Neuronal P2X7 Receptor: Involvement in Neuronal Physiology and Pathology.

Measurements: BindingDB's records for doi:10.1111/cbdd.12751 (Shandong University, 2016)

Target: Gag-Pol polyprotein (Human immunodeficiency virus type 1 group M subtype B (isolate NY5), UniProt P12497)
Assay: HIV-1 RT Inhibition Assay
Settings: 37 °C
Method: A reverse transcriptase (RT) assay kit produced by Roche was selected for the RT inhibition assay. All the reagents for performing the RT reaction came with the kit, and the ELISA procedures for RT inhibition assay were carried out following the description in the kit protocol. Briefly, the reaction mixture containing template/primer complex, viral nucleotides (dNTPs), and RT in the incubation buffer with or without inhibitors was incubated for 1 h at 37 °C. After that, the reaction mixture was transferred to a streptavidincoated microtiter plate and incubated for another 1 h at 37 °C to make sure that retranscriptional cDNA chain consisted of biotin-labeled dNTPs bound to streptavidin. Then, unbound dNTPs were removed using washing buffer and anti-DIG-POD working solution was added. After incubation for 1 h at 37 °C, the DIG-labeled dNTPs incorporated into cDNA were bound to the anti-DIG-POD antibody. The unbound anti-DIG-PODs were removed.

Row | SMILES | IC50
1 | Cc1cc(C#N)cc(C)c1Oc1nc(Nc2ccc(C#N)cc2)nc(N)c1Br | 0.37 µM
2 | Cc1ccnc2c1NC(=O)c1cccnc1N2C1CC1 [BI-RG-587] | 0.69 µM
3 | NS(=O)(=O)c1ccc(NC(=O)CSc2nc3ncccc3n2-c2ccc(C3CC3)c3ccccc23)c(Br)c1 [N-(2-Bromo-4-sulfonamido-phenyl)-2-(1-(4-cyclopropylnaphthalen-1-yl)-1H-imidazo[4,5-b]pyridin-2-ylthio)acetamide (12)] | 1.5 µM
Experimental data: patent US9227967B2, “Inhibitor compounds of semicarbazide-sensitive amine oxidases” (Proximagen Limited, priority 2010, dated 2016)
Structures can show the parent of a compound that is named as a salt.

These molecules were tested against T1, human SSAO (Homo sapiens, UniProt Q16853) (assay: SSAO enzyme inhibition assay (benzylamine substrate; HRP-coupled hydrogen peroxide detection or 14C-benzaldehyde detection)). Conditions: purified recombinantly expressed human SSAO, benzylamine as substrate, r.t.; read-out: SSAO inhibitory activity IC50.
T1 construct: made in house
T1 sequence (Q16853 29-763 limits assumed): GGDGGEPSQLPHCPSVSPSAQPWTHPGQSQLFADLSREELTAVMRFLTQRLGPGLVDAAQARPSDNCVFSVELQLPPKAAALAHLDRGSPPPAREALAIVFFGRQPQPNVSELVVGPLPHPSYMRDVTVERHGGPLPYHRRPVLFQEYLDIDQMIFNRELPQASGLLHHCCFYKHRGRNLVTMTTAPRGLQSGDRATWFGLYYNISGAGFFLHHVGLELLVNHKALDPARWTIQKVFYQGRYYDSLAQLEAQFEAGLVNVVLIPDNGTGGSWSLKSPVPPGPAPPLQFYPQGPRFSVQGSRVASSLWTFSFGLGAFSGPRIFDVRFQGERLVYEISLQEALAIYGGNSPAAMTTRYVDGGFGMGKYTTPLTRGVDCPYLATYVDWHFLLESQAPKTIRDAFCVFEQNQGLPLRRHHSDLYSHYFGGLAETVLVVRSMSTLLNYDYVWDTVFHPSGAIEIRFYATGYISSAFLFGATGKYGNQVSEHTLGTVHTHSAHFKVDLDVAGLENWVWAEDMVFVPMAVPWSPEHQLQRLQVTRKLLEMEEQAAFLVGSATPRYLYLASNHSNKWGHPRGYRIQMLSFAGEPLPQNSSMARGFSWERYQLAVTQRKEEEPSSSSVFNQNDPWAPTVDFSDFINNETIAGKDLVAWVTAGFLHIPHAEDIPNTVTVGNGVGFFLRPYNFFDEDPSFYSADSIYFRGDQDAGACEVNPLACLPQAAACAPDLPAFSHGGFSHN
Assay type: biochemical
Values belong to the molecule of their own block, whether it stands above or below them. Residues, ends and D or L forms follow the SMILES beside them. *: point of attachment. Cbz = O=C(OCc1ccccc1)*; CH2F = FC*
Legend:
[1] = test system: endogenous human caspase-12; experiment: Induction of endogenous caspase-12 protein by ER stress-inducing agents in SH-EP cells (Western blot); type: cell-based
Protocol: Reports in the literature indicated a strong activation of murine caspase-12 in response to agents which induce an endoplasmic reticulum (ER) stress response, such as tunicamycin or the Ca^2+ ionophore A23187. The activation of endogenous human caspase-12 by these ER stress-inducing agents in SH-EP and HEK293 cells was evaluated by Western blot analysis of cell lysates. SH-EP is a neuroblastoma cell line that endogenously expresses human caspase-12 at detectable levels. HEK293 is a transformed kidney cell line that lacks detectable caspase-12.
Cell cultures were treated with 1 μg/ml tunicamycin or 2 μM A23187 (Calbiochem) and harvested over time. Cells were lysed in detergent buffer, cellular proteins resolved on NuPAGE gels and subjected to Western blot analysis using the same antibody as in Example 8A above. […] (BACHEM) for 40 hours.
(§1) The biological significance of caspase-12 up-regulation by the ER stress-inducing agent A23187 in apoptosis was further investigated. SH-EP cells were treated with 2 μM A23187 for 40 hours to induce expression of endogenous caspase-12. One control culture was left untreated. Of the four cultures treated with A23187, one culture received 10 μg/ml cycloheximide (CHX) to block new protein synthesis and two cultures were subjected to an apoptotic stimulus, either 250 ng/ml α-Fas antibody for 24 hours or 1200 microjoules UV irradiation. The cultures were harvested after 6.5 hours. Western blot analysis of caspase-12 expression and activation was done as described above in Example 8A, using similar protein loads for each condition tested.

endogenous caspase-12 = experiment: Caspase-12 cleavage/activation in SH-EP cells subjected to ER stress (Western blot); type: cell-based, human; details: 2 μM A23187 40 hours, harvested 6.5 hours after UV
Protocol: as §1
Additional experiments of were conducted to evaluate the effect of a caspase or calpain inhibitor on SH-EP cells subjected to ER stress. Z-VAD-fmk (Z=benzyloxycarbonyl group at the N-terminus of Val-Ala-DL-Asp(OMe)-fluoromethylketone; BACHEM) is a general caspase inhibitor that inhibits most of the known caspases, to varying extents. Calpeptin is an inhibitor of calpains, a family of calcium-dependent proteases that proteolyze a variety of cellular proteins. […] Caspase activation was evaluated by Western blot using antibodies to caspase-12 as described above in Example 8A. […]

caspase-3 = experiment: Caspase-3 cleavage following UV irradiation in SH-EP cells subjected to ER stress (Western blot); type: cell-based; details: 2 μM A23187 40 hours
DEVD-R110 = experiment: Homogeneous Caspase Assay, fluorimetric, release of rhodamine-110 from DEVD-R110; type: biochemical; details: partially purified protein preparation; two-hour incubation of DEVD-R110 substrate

Purinergic receptors have been shown to be involved in neuronal development, but the functions of specific subtypes of P2 receptors during neuronal development remain elusive. In this study we investigate the distribution of P2X7 receptors (P2X7Rs) in the embryonic rat brain using in situ hybridization. At E15.5, P2X7R mRNA was observed in the ventricular zone and subventricular zone, and colocalized with nestin, indicating that P2X7R might be expressed in neural progenitor cells (NPCs). P2X7R mRNA was also detected in the subgranular zone and dentate gyrus of the E18.5 and P4 brain. To investigate the roles of P2X7R and elucidate its mechanism, we established NPC cultures from the E15.5 rat brain. Stimulation of P2X7Rs induced Ca2+ influx, inhibited proliferation, altered cell cycle progression and enhanced the expression of neuronal markers, such as TUJ1 and MAP2. Similarly, knockdown of P2X7R by shRNA nearly abolished the agonist-stimulated increases in intracellular Ca2+ concentration and the expression of TUJ1 and NeuN. Furthermore, stimulation of P2X7R induced activation of ERK1/2, which was inhibited by the removal of extracellular Ca2+ and treatment with blockers for P2X7R and PKC activity. Stimulation of P2X7R also induced translocation of PKCα and PKCγ, but not of PKCβ, whereas knockdown of either PKCα or PKCγ inhibited ERK1/2 activation. Inhibition of PKC or p-ERK1/2 also caused a decrease in the number of TUJ1-positive cells and a concomitant increase in the number of GFAP-positive cells. Taken together, the activation of P2X7R in NPCs induced neuronal differentiation through a PKC-ERK1/2 signaling pathway.